Wondering why downtown seemed swankified last night?
It could be the fact that the Midwest Arts Conference is in town. An annual opportunity for programmers from around the county to sample live entertainment from around the world, the conference brings in talent ranging from Presidio Brass to the Juggernaut Jug Band, from Squonk Opera to a one-man Albert Einstein show. Most of these are being presented in short showcases with some open to the public.
The festivities kicked off with Indiana artists in the spotlight. Following an opening night reception at the gasp-inducing Indiana Roof Ballroom (it's fun when out-of-towners are impressed) where Minetti's Tangamente, the Steve Allee Quartet, singer/songwriter Carrie Newcomer, and improvisational guitarist Michael Kelsey were featured--in hopes of finding bookings. All were shown in a great light, with Kelsey being an attention-getting standout.
From there, the group spread out to what will grow to 14 different venues over the course of the four-day event. I hustled to the Cabaret at the Columbia Club to see Karen Mason--between stints in Broadway's "Mamma Mia" and the upcoming Frank Wildhorn musical "Wonderland." She brought her A-game, offering what she called "the Karen Mason Bulletpoints," boldly conquering a set of songs connected to better-known Broadway icons--including "All that Jazz," "People," "The Impossible Dream," and "Diamonds are a Girls Best Friend."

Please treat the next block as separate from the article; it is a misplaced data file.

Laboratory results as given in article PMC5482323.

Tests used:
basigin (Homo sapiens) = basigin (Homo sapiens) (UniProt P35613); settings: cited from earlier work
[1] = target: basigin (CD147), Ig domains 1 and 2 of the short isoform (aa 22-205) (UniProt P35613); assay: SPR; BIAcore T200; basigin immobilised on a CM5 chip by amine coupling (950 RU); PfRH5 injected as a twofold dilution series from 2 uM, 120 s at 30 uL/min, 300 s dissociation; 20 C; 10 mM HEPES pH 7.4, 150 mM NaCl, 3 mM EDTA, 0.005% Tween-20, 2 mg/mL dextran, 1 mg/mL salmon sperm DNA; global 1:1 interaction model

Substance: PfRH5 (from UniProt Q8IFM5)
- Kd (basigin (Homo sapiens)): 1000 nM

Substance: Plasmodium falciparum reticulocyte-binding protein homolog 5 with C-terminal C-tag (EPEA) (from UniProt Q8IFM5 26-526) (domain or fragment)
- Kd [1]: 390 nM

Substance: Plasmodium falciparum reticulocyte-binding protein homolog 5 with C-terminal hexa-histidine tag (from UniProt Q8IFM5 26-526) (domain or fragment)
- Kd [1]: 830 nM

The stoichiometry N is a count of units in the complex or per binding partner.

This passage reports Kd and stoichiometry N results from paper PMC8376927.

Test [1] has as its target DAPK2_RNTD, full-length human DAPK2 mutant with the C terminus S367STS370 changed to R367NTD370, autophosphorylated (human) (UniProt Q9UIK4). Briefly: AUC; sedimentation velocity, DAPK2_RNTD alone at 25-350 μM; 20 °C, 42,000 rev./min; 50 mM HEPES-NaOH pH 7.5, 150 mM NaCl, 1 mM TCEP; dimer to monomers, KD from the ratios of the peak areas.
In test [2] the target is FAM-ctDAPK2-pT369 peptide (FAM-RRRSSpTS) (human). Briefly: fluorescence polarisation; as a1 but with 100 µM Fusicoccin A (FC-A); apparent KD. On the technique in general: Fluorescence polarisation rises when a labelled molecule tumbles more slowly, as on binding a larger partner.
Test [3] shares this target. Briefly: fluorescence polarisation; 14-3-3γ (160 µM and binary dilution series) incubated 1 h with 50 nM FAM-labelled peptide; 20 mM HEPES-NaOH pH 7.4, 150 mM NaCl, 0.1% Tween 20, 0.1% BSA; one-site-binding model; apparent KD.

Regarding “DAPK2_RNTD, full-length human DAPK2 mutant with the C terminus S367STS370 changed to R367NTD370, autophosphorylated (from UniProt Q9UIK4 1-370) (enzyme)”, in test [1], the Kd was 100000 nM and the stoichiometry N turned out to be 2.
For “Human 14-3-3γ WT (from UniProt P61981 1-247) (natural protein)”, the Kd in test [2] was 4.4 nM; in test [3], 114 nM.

Also on the bill was Steve Ross, who I missed when he played a full set in a previous engagement at the Cabaret. My loss. The introduction labeled him a "Park Avenue dandy" and that was right on the money, as Ross offered charm-without-smarm versions of "I Get a Kick out of You/Anything Goes," "If Ever I Would Leave You," and a lovely instrumental medley of songs made famous by Edith Piaf.
Four-time Tony nominee Gregg Edelman played a late set, bringing Midwest everyman quality (He's a Chicagoland native) and outstanding pipes to the program.
If you didn't know Edelman from Broadway's "City of Angels" or "Passion," you might recognize him from "Spider-Man 2" or "Little Children." (He'd be perfect should anyone ever write "Bart Peterson: The Musical') His program focused on Great American Songbook tunes that he grew up loving, including "In the Still of the Night," Cy Coleman's "You Fascinate Me So," "Round Midnight" and a playful, strong duet with pianist Christopher Denny on "Somebody Else" that made the audience feel like it was on the set of "The Dean Martin Show." Here's hoping Edelmann--and Denny--return for a full show soon.
Tonight, the Cabaret is hosting free-to-the-public showcases including Sally Mayes (B'way's "She Loves Me" and "Urban Cowboy") and MAC-Award-winning Best Jazz Artist Spider Saloff (FYI: MAC is the Manhattan Association of Cabarets).
More info on the conference here.